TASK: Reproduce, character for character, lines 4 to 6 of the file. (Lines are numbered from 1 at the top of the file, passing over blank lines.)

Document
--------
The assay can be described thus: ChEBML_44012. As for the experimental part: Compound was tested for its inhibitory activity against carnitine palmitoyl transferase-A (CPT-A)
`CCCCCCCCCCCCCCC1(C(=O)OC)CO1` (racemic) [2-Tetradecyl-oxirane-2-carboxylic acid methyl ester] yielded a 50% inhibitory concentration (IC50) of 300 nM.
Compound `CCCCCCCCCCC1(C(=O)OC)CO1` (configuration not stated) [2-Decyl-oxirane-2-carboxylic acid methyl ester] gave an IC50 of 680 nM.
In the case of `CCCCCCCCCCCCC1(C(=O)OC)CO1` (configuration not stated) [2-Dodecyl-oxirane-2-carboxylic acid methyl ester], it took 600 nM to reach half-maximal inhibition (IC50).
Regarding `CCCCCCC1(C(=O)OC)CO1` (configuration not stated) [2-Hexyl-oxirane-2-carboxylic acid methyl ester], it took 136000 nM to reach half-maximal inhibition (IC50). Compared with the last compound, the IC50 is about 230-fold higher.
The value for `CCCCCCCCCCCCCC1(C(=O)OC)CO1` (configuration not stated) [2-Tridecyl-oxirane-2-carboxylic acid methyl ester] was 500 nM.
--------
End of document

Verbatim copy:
In the case of `CCCCCCCCCCCCC1(C(=O)OC)CO1` (configuration not stated) [2-Dodecyl-oxirane-2-carboxylic acid methyl ester], it took 600 nM to reach half-maximal inhibition (IC50).
Regarding `CCCCCCC1(C(=O)OC)CO1` (configuration not stated) [2-Hexyl-oxirane-2-carboxylic acid methyl ester], it took 136000 nM to reach half-maximal inhibition (IC50). Compared with the last compound, the IC50 is about 230-fold higher.
The value for `CCCCCCCCCCCCCC1(C(=O)OC)CO1` (configuration not stated) [2-Tridecyl-oxirane-2-carboxylic acid methyl ester] was 500 nM.